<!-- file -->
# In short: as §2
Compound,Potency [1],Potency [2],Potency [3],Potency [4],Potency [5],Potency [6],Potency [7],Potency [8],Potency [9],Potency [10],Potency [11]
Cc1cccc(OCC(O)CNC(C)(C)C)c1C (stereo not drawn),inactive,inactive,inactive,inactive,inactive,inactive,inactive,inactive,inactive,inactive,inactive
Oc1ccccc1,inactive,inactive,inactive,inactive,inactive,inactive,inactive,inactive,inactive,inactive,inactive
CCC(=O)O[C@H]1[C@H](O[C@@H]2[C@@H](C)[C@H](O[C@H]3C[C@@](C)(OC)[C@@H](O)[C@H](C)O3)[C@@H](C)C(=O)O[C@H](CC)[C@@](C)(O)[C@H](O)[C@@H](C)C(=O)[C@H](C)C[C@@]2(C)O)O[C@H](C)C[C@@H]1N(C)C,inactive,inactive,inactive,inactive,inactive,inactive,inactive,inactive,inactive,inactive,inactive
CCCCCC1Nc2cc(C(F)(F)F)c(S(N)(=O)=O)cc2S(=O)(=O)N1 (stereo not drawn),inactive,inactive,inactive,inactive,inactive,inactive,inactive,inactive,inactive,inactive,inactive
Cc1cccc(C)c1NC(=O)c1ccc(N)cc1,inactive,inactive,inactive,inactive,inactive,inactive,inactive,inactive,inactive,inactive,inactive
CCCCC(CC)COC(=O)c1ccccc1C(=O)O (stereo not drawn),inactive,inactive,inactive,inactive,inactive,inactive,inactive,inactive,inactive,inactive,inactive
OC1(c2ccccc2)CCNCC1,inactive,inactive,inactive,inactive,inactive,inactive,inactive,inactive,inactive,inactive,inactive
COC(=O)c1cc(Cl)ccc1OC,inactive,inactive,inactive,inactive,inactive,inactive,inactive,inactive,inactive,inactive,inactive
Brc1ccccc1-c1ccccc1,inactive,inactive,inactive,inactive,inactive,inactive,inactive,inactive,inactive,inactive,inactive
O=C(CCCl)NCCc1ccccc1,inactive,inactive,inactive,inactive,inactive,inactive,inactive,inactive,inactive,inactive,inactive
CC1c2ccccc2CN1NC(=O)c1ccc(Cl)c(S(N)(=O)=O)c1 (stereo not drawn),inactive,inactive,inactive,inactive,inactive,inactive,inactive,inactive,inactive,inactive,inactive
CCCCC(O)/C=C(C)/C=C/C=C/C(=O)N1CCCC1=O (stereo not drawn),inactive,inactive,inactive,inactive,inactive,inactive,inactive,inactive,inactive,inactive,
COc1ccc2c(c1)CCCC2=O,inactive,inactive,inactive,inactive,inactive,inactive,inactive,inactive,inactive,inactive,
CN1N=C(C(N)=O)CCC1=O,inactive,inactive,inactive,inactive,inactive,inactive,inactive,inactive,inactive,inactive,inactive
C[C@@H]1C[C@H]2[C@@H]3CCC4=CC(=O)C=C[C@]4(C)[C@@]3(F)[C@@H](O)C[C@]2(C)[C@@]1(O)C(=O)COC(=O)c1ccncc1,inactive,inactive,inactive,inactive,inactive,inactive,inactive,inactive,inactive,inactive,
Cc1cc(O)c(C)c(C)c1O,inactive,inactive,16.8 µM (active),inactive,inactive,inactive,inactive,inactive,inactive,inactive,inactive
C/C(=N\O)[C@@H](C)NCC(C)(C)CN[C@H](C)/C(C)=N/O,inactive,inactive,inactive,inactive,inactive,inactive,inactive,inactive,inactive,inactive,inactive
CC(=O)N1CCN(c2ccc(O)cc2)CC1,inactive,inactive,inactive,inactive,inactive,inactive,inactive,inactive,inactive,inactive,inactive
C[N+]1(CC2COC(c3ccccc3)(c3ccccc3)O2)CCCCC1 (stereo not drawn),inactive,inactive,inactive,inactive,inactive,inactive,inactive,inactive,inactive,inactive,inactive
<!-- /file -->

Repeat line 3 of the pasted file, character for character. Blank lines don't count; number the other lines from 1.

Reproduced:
Cc1cccc(OCC(O)CNC(C)(C)C)c1C (stereo not drawn),inactive,inactive,inactive,inactive,inactive,inactive,inactive,inactive,inactive,inactive,inactive